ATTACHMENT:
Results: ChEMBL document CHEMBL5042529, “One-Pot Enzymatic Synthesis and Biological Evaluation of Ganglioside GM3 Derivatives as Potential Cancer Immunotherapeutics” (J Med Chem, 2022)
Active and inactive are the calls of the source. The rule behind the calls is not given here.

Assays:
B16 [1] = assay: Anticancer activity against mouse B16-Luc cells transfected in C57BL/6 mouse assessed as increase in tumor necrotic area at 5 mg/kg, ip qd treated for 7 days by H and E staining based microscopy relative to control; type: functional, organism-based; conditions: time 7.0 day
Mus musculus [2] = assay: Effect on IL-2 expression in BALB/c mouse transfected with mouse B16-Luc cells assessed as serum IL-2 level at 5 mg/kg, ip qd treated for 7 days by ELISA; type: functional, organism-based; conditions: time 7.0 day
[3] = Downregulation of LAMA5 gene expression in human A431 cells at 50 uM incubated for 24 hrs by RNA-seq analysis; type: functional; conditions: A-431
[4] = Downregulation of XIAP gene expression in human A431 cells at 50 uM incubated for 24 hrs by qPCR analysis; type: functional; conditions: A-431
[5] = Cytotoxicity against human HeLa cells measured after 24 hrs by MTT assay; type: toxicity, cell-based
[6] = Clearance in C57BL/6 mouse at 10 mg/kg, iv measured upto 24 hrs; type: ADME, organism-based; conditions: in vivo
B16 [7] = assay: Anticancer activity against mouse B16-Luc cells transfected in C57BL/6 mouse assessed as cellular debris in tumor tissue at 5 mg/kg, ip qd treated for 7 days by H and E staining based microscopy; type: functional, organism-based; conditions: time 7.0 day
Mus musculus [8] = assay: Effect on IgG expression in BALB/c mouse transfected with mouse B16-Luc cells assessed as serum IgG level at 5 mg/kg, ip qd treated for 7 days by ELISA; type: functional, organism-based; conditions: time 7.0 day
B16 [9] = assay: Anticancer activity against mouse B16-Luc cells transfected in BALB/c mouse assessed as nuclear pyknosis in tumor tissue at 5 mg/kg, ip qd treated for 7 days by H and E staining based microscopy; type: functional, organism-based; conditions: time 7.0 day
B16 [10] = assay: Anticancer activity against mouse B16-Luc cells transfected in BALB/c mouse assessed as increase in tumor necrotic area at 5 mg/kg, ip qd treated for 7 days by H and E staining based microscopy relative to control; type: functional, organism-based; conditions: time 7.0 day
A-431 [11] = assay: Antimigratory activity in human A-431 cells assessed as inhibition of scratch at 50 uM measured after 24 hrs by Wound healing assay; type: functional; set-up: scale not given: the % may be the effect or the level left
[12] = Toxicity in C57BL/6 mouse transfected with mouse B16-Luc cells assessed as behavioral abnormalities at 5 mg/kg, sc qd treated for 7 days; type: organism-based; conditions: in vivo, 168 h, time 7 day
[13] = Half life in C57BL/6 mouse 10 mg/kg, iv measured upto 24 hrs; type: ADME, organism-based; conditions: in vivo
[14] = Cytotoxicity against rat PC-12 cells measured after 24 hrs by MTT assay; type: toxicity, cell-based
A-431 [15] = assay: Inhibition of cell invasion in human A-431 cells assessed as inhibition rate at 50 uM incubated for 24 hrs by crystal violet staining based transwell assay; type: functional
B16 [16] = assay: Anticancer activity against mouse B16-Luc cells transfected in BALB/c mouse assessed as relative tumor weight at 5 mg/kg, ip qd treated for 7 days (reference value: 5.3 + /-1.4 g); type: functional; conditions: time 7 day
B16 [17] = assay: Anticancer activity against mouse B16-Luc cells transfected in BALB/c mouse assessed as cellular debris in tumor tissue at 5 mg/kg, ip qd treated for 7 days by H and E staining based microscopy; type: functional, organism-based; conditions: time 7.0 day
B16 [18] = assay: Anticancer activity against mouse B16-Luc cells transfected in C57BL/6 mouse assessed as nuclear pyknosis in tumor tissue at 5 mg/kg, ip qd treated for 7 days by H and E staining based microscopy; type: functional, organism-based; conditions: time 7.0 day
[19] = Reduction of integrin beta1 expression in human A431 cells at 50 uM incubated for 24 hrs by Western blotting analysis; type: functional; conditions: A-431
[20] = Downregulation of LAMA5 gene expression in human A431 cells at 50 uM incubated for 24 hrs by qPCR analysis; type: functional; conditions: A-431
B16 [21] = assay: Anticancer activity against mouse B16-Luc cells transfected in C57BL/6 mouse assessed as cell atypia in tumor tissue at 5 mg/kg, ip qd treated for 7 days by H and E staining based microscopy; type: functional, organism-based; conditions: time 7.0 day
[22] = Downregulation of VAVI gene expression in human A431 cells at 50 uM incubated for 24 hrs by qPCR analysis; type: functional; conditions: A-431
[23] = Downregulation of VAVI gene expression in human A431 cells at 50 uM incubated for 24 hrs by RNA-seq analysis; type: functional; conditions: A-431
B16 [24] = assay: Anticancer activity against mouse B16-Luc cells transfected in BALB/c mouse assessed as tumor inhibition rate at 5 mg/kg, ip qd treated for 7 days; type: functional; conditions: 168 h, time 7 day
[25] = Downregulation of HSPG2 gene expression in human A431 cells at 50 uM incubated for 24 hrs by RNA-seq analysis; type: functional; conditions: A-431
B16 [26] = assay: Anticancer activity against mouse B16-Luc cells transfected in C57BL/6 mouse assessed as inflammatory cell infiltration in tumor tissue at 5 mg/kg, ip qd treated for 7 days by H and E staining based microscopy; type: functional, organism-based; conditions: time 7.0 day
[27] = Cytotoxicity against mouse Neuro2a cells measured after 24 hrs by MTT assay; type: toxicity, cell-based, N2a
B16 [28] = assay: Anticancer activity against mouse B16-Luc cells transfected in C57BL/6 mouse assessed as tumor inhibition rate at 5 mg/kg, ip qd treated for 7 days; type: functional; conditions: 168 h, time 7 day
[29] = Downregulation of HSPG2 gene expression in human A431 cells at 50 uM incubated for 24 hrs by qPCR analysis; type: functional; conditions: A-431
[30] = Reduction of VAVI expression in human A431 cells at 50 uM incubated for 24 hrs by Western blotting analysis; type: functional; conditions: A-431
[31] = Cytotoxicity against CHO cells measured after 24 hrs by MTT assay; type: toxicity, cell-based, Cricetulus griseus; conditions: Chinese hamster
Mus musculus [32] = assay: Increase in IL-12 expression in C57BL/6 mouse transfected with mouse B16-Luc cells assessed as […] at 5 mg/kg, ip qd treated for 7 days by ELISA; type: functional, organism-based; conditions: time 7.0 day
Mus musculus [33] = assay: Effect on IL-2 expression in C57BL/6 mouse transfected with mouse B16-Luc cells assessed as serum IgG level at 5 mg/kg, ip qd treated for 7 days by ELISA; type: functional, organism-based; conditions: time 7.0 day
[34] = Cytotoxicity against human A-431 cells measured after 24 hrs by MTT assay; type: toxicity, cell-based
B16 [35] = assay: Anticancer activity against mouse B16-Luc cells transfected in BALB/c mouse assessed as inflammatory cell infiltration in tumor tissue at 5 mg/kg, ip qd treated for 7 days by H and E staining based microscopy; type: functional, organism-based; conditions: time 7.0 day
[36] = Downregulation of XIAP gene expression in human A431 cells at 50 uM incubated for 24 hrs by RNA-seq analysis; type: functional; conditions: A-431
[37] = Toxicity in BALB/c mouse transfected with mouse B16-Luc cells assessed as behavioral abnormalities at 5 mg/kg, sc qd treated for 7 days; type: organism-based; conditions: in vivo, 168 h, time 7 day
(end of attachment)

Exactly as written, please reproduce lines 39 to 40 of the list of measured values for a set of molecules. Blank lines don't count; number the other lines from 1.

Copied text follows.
[36] = Downregulation of XIAP gene expression in human A431 cells at 50 uM incubated for 24 hrs by RNA-seq analysis; type: functional; conditions: A-431
[37] = Toxicity in BALB/c mouse transfected with mouse B16-Luc cells assessed as behavioral abnormalities at 5 mg/kg, sc qd treated for 7 days; type: organism-based; conditions: in vivo, 168 h, time 7 day